At the end of a party, there's often the question of how to best leave without making a fuss. Departing without saying goodbye is known as making a “French exit”—something Lithuania-based artist Tadao Cern relates to as a self-proclaimed introvert. “I cannot bear the attention that you get once you say that you have to go,” he tells My Modern Met. “A ping pong game starts in which you say ‘I have to go' and others reply ‘please don't go.'” His newest installation French Exit is named after and inspired by this relationship with goodbyes.
Cern suspended a field of dried grass from the ceiling to create an immersive viewing experience. Visitors walk underneath the golden plumes to consider both short-term and long-term farewells that they have to make in their lives. “The idea to create compositions of grass fields came into my mind because humankind has a constant urge to think about extinction and different variants of how the final days would look like and what would be the reason for it all,” Cern says.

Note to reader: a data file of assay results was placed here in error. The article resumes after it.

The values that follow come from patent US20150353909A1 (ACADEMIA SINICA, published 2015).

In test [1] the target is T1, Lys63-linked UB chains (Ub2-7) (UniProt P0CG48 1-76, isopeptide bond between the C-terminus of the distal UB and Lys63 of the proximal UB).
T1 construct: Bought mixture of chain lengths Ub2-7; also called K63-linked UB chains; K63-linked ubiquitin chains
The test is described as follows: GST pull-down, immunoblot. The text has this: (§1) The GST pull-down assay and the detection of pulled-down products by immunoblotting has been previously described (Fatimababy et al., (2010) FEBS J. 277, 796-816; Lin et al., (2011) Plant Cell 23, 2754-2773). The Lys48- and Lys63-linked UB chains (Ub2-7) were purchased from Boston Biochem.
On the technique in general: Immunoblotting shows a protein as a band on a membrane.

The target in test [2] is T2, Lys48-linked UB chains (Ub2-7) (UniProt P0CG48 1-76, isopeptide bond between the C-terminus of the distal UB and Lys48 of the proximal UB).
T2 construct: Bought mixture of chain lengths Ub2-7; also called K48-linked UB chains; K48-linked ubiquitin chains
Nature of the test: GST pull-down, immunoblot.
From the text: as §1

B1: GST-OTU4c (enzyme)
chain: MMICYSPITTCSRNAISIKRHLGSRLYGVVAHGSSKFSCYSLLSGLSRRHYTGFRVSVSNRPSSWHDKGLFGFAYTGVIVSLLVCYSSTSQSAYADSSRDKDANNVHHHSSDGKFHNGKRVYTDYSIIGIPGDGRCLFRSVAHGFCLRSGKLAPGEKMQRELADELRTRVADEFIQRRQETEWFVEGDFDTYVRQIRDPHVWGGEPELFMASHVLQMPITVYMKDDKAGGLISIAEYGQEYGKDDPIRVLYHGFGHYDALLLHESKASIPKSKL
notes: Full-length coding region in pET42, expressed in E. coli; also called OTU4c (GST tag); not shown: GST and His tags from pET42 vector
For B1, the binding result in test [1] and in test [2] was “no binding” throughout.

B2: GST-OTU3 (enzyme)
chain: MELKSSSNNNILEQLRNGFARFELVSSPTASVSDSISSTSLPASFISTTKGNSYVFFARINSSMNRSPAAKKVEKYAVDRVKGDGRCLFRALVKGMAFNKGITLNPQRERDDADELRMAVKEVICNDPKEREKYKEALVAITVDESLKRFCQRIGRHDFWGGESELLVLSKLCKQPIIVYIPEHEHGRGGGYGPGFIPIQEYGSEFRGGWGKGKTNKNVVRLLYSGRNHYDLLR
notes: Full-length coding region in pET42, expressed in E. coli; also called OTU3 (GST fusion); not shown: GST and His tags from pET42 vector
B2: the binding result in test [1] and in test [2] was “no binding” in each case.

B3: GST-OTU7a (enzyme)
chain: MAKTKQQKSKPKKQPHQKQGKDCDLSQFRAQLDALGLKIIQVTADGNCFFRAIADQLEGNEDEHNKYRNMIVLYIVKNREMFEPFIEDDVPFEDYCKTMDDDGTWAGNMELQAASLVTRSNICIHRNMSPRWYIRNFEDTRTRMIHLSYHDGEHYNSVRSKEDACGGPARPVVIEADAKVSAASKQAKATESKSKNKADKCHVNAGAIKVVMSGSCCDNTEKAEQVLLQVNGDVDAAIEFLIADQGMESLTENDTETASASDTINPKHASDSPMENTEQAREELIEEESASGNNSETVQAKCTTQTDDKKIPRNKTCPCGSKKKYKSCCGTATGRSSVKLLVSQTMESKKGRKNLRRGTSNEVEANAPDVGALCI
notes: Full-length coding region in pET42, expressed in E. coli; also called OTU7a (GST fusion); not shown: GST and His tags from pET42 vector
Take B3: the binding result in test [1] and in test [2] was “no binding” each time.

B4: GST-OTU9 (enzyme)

“I tried to focus more on the aspect of what we would be missing the most during the last seconds of leaving this place,” the artist continues. “My guess—it would be something banal, like fields of wheat during the sunset… Banality is a result of such a strong love and affection with something/somebody that you even get sick of it. And hanging everything on the ceiling creates an illusion of floating for the viewer as if you are being taken to the sky.” Within the field are sections where the grass has been pressed down to form a circle and a straight-line trail. These reliefs in the field give the viewer a place to take in the glow of the upside-down pasture.
“The first sketches of French Exit were created very soon before the COVID pandemic hit us,” Cern explains. “A little bit more than half a year later I was diagnosed with a depression and anxiety disorder, which hit very hard and made me rethink the notions of the project and come back to them again. Everything started from just an idea and few sketches of it, but once the pandemic is over—hopefully we'll have a chance to contemplate our farewells in reality. If there is such a thing.”
Scroll down to see more images of French Exit, and follow the artist on Instagram to keep up to date with his latest projects.